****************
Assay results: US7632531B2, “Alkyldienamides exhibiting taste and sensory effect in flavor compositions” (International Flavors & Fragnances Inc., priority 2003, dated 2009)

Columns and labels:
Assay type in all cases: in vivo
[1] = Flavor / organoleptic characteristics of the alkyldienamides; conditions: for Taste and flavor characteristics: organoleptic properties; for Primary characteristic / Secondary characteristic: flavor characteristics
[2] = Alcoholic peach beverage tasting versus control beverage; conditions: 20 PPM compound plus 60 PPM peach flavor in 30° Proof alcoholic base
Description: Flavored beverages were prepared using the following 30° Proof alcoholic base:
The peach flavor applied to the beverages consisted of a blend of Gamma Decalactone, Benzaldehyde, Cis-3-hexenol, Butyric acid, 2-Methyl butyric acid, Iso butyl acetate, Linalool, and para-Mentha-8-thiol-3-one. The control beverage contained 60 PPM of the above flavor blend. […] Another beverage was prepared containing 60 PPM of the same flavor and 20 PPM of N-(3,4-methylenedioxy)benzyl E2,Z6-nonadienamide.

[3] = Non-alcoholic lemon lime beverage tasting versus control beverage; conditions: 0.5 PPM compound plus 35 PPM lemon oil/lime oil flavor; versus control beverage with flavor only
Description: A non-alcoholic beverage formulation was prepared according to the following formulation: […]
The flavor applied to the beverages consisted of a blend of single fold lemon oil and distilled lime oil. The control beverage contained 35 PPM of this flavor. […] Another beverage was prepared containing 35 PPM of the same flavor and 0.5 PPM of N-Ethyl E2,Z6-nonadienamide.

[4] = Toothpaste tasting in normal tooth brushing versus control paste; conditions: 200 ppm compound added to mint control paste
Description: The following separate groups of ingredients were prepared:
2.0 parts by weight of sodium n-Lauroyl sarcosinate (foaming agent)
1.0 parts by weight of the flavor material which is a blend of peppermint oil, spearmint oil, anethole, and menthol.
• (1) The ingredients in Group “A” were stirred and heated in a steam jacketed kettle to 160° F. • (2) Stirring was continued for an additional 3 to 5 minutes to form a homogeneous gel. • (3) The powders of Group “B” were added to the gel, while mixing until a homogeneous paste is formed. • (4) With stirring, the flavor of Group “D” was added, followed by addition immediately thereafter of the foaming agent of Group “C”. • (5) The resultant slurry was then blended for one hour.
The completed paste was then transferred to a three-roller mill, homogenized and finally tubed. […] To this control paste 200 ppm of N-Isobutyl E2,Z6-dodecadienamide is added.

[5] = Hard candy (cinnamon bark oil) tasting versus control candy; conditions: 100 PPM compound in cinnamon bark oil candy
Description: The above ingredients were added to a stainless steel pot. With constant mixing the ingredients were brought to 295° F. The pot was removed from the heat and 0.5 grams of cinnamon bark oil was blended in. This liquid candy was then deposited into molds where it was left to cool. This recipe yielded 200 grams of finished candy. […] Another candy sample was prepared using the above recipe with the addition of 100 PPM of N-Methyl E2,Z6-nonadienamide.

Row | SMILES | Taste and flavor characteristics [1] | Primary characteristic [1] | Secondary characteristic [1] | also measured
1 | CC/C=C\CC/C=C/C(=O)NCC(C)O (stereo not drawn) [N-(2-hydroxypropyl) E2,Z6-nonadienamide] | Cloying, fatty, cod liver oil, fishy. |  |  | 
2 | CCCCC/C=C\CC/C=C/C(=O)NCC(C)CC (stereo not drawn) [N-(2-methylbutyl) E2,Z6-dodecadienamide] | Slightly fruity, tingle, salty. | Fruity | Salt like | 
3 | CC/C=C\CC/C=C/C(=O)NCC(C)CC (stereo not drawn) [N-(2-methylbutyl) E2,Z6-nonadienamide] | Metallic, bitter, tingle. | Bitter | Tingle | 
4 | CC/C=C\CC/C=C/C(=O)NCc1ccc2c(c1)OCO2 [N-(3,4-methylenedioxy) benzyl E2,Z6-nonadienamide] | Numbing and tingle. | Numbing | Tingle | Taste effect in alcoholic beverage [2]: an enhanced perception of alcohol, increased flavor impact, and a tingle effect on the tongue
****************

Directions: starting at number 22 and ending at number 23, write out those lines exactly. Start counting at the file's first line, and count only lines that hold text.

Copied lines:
3 | CC/C=C\CC/C=C/C(=O)NCC(C)CC (stereo not drawn) [N-(2-methylbutyl) E2,Z6-nonadienamide] | Metallic, bitter, tingle. | Bitter | Tingle | 
4 | CC/C=C\CC/C=C/C(=O)NCc1ccc2c(c1)OCO2 [N-(3,4-methylenedioxy) benzyl E2,Z6-nonadienamide] | Numbing and tingle. | Numbing | Tingle | Taste effect in alcoholic beverage [2]: an enhanced perception of alcohol, increased flavor impact, and a tingle effect on the tongue